November 29, 2011
A new cutting-edge research supercomputing cluster will be available for use by Purdue faculty and their students in the spring of 2012 and should allow campus researchers to tackle larger problems and get more detailed results faster than ever before.
ITaP partnered with Intel, HP and Mellanox to build the new cluster, nicknamed "Carter." The supercomputer is ranked 54th on the latest TOP500 list of the world's most powerful supercomputers and is among the half dozen most powerful machines at U.S. academic institutions. It is the most powerful on a U.S. campus where the research computing facilities are not part of a federally funded laboratory.
The new Carter cluster will be part of Purdue’s award-winning Community Cluster Program, a cooperative program in which faculty members pool research funds to purchase computing resources in partnership with ITaP and its Rosen Center for Advanced Computing.
ITaP is currently completing the final testing and benchmarking of the system in preparation for full production. Experience so far shows Carter can increase application performance up to 70 percent compared to current generation processors. The cluster should allow researchers studying topics ranging from global climate change to stem cells as they relate to cancer to do larger, more detailed simulations than previous clusters and to get higher resolution results much faster.
Faculty members interested in purchasing capacity in the Carter cluster should contact firstname.lastname@example.org.
“The Carter cluster offers Purdue faculty access to the latest computing technology well before most of their colleagues at other institutions,” says John Campbell, ITaP’s associate vice president for research computing. “Carter also will provide the same reliable service as the other community clusters — and more computing power for the dollar invested by faculty partners.”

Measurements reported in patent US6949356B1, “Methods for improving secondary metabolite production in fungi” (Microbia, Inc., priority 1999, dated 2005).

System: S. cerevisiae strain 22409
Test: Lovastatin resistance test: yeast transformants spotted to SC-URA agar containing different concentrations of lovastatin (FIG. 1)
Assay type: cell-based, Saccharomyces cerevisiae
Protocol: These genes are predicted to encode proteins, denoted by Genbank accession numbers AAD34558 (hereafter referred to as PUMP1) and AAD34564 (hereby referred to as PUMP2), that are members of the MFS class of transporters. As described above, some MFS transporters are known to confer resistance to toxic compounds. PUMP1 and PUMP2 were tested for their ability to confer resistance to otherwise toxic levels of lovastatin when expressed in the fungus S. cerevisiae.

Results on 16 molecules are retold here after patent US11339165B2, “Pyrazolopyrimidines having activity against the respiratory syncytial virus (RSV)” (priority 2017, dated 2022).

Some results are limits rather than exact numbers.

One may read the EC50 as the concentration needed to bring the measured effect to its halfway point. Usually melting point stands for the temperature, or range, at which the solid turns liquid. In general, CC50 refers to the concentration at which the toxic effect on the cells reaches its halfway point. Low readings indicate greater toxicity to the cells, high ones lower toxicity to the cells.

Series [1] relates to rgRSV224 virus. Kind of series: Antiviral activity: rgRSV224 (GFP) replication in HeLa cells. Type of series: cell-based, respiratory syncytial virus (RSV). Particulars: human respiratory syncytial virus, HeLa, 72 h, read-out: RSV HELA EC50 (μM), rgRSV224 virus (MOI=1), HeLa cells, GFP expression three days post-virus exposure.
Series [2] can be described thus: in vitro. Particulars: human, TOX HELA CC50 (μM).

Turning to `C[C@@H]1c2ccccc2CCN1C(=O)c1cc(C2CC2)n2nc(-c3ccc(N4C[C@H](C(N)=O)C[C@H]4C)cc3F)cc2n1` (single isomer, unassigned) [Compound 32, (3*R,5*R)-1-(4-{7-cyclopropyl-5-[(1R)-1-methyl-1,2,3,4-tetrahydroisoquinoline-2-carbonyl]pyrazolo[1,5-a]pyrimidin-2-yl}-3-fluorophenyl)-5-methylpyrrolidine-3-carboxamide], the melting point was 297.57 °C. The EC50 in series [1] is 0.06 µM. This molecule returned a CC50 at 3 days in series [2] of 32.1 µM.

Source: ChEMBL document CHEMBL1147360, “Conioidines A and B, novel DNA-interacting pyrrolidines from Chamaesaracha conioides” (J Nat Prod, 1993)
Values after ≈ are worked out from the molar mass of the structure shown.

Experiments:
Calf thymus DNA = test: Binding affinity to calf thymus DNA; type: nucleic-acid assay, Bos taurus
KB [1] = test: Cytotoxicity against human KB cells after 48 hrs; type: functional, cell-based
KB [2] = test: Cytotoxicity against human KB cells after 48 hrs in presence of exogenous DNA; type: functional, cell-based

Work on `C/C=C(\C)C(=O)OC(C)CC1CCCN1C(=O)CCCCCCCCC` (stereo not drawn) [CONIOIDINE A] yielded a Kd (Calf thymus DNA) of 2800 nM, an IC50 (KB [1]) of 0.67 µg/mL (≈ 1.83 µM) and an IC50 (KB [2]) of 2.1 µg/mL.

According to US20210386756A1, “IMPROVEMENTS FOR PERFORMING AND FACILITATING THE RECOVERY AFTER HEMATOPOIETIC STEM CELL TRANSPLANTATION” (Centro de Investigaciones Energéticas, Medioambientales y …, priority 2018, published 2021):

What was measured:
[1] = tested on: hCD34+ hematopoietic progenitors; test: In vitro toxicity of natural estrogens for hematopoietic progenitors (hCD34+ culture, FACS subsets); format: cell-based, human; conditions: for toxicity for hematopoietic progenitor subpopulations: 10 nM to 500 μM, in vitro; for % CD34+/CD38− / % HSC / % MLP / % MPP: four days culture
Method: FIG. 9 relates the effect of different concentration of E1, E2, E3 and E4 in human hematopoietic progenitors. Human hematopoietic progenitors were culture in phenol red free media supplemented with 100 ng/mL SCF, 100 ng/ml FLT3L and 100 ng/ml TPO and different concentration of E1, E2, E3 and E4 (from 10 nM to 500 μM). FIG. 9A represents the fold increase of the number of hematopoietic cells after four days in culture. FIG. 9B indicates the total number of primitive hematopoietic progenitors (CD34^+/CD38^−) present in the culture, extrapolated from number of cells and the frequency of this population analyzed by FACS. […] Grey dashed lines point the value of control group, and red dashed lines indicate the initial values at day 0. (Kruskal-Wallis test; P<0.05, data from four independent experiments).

The cluster was built using the latest technologies from Intel, HP and Mellanox, including not-yet-released Xeon E-5 "Sandy Bridge" Intel processors and HP ProLiant servers. Carter features 648 HP compute nodes with two 8-core Intel processors (16 cores per node), 32 GB of memory and a 500 GB system disk. All nodes have 56 Gbps Infiniband connections and a 5-year warranty.
Carter is named for Dennis Carter, a Purdue alumnus who earned his master's degree in electrical engineering in 1974. A retired Intel vice president, Carter was responsible for developing the innovative "Intel Inside" marketing campaign.
At nearly 187 teraflops capacity, this is the fifth of Purdue’s community clusters to be internationally ranked in the last four years, and Purdue has three clusters — Carter, Rossmann and Coates — on the latest TOP500 list, more than any other school in the country.
The TOP500 Supercomputer Sites project has been ranking the 500 most powerful known systems twice a year since 1993 as a way of detecting and tracking trends in high-performance computing. Rossmann and Coates placed 208th and 474th on the latest list.
The new Hansen cluster, activated in September, was not benchmarked in time for the November list, but would rank 298th. Faculty can still purchase capacity in Hansen by visiting http://www.rcac.purdue.edu/order.
Through community clustering, faculty partners and ITaP make more computing power available for Purdue research projects than faculty and campus units could afford individually. The Rosen Center for Advanced Computing installs, administers and maintains the community clusters, including security, software installation and user support, so researchers can concentrate on doing research rather than on running a high-performance computing system.
Community clustering also maximizes the use of resources by sharing computing power among the faculty partners whenever it is idle. Researchers always have ready access to the capacity they purchase, and potentially more if they need it.
Writer: Greg Kline, science and technology writer, Information Technology at Purdue, 765-494-8167 (office), 765-426-8545 (cell), email@example.com